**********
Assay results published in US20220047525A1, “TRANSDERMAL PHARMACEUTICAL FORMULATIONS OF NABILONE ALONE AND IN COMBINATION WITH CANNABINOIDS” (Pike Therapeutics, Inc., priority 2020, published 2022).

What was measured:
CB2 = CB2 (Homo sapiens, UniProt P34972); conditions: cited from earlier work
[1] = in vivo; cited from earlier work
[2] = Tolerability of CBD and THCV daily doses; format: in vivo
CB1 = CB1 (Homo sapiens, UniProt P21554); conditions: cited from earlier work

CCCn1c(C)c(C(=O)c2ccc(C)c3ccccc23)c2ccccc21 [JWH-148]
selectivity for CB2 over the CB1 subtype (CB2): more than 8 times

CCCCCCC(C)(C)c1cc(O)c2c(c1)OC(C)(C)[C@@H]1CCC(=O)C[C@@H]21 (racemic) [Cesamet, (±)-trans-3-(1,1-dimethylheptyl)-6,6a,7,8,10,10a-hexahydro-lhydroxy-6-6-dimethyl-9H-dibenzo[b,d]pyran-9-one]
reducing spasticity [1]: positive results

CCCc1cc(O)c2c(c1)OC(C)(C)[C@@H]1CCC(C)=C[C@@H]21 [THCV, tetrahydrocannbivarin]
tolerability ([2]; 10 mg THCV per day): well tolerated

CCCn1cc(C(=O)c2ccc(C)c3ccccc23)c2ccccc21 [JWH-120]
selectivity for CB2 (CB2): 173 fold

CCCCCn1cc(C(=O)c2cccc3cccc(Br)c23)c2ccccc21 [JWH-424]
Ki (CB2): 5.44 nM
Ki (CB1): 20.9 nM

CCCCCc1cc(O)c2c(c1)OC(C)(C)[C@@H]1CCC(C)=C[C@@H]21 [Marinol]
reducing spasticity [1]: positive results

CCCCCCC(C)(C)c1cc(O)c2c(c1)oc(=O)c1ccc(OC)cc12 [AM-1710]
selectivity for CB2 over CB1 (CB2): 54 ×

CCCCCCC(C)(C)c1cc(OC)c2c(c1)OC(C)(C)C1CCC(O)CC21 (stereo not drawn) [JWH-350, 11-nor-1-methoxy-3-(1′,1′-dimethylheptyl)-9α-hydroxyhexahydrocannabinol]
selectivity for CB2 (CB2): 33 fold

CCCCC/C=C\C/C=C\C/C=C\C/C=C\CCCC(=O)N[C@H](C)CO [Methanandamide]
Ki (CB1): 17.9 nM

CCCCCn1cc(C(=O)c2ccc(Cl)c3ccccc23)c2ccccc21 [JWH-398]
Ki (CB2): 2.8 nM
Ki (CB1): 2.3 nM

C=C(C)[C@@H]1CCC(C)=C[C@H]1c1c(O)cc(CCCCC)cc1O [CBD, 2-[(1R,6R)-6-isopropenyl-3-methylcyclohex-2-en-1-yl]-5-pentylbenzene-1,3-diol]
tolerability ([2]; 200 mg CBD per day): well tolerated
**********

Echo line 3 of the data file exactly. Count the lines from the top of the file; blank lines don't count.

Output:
CB2 = CB2 (Homo sapiens, UniProt P34972); conditions: cited from earlier work